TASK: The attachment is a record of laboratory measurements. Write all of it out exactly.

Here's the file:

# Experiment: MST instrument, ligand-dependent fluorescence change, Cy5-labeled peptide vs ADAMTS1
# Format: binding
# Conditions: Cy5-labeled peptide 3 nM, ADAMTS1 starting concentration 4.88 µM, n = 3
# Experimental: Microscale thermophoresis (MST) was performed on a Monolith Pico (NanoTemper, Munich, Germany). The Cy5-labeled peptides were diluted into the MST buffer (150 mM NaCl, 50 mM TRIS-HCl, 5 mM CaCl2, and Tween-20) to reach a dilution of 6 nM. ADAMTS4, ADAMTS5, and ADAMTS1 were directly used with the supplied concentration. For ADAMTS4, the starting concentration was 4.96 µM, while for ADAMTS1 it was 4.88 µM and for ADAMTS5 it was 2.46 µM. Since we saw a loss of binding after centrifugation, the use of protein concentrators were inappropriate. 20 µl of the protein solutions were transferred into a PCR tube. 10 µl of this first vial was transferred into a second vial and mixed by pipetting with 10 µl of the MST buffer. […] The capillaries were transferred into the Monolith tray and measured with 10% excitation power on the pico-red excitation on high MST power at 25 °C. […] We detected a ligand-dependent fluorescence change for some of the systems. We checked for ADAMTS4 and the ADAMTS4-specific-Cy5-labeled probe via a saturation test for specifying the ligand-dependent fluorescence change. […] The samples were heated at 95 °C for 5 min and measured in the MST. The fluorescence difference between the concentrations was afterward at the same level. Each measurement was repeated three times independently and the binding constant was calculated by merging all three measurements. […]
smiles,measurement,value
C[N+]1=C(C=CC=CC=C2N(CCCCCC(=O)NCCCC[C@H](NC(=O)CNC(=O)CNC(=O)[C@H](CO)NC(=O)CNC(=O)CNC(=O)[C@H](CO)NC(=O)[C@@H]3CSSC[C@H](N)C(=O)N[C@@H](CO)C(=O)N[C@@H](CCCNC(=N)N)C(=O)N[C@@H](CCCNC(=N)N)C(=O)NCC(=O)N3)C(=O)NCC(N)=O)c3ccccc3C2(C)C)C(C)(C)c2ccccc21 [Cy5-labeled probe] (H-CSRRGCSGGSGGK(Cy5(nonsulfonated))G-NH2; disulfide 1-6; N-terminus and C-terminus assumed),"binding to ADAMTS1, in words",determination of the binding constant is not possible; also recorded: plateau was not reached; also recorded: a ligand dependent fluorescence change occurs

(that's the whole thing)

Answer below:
# Experiment: MST instrument, ligand-dependent fluorescence change, Cy5-labeled peptide vs ADAMTS1
# Format: binding
# Conditions: Cy5-labeled peptide 3 nM, ADAMTS1 starting concentration 4.88 µM, n = 3
# Experimental: Microscale thermophoresis (MST) was performed on a Monolith Pico (NanoTemper, Munich, Germany). The Cy5-labeled peptides were diluted into the MST buffer (150 mM NaCl, 50 mM TRIS-HCl, 5 mM CaCl2, and Tween-20) to reach a dilution of 6 nM. ADAMTS4, ADAMTS5, and ADAMTS1 were directly used with the supplied concentration. For ADAMTS4, the starting concentration was 4.96 µM, while for ADAMTS1 it was 4.88 µM and for ADAMTS5 it was 2.46 µM. Since we saw a loss of binding after centrifugation, the use of protein concentrators were inappropriate. 20 µl of the protein solutions were transferred into a PCR tube. 10 µl of this first vial was transferred into a second vial and mixed by pipetting with 10 µl of the MST buffer. […] The capillaries were transferred into the Monolith tray and measured with 10% excitation power on the pico-red excitation on high MST power at 25 °C. […] We detected a ligand-dependent fluorescence change for some of the systems. We checked for ADAMTS4 and the ADAMTS4-specific-Cy5-labeled probe via a saturation test for specifying the ligand-dependent fluorescence change. […] The samples were heated at 95 °C for 5 min and measured in the MST. The fluorescence difference between the concentrations was afterward at the same level. Each measurement was repeated three times independently and the binding constant was calculated by merging all three measurements. […]
smiles,measurement,value
C[N+]1=C(C=CC=CC=C2N(CCCCCC(=O)NCCCC[C@H](NC(=O)CNC(=O)CNC(=O)[C@H](CO)NC(=O)CNC(=O)CNC(=O)[C@H](CO)NC(=O)[C@@H]3CSSC[C@H](N)C(=O)N[C@@H](CO)C(=O)N[C@@H](CCCNC(=N)N)C(=O)N[C@@H](CCCNC(=N)N)C(=O)NCC(=O)N3)C(=O)NCC(N)=O)c3ccccc3C2(C)C)C(C)(C)c2ccccc21 [Cy5-labeled probe] (H-CSRRGCSGGSGGK(Cy5(nonsulfonated))G-NH2; disulfide 1-6; N-terminus and C-terminus assumed),"binding to ADAMTS1, in words",determination of the binding constant is not possible; also recorded: plateau was not reached; also recorded: a ligand dependent fluorescence change occurs